Right now, SpaceX is spending a “few tens of millions of dollars” annually on development of the Mars transport concept, which amounts to well under 5 percent of the company’s total expenses, Musk said.

A lot of that money is going toward the development of the technologies that will be required, such as SpaceX’s methane-fueled Raptor rocket engine and the carbon-fiber tanks for the rocket’s propellants. Musk said that SpaceX engineers had been working seven days a week to demonstrate those technologies in time for his Guadalajara presentation.

As time goes on, Musk expects to spend more and more on the Mars effort – perhaps as much as $300 million a year by 2018 or so. The costs of preparing for the first launch to Mars would “probably be on the order of $10 billion,” he said.

That first launch could take place in about 10 years “if things go super-well,” Musk said.

Musk had no problem making the sale in the lecture hall at the Guadalajara Expo complex. The applause was long and warm when Musk said “life needs to be more than just solving problems today.” But the road to Mars isn’t likely to be as smooth as the CGI graphics make it seem.

 

Musk provided little detail on how astronaut selection and training would be handled. In response to one question, he conjectured that “maybe a few days of training would be required.” And he didn’t address what settlers would do once they got to Mars.

Then there’s the funding question: During his presentation, Musk joked that his strategy for raising money might be to “steal underpants,” do a Kickstarter campaign … and profit. Others options include relying on the revenue from SpaceX’s other operations, ranging from resupplying the International Space Station to putting satellite constellations into orbit.

Musk acknowledged that the push for Mars would ultimately have to rely on public-private partnerships. “That’s how the United States was established, and many other countries around the world,” he said.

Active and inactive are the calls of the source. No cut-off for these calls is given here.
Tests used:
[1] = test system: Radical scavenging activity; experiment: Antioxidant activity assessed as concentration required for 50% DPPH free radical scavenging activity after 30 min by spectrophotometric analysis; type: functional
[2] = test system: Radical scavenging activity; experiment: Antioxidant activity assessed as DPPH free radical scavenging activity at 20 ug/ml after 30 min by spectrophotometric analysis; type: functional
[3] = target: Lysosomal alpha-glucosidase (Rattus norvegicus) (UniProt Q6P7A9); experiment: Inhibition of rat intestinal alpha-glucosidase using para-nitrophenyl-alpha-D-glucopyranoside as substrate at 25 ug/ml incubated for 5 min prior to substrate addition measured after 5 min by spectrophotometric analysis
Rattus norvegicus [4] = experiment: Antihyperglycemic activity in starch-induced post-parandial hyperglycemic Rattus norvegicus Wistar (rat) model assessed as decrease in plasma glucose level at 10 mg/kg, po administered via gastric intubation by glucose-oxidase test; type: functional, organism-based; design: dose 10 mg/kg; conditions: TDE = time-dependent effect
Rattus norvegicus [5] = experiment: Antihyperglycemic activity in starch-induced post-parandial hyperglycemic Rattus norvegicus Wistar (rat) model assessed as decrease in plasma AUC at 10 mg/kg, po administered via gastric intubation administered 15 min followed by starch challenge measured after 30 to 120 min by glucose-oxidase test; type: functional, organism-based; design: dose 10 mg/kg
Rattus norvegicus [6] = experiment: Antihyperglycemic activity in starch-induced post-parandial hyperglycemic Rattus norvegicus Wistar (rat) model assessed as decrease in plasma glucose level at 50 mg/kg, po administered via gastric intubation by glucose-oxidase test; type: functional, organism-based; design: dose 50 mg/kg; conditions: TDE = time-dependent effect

NASA is already cooperating with SpaceX on a range of space endeavors, including a robotic “Red Dragon” mission to Mars that could take off as early as 2018. But NASA has its own blueprints for Mars missions, which depend on a heavy-lift rocket as the Space Launch System. The SLS rocket is due to have its first test flight in 2018, and NASA plans to send astronauts to Mars and its moons in the 2030s.

It’s not clear how Musk’s plans for the ITS will mesh with NASA’s plans. SpaceX’s most ardent fans might wish that NASA would drop their heavy-lift launch program and leave the driving to Musk. But today, Musk called himself “NASA’s biggest fan,” and representatives of the space agency returrned the compliment in a smattering of tweets:

Mars Society President Robert Zubrin, who has been advocating human missions to Mars for decades, said in a Facebook posting that Musk presented “a number of interesting and very useful ideas.”

“I don’t think they are practical in the form he presented them. But with a little modification, they could be made practical and very powerful,” Zubrin said. He added that there might even be a way to do the job with SpaceX’s Falcon Heavy rocket, which is expected to make its debut next year.

In an interview with GeekWire, Zubrin said Musk’s blueprint should serve as a “spur to action” for NASA officials. “They are being ‘Sputniked,’ and they need to rise to the challenge,” he said.

In his talk, Musk made clear that sending settlers to Mars, and turning humanity into a multiplanetary species, was his life’s work. Even his role as the CEO of Tesla Motors, which makes electric cars and batteries, apparently takes a back seat to Mars.

“As we show that this is possible … not just a dream, it’s something that can be made real, I think the support will snowball over time,” said Musk, whose net worth is currently estimated at $11.7 billion. “And I should say also, the main reason I’m personally accumulating assets is in order to fund this.”

Tip o’ the Hat to John Gardi for helping me iron out the details of Musk’s plan.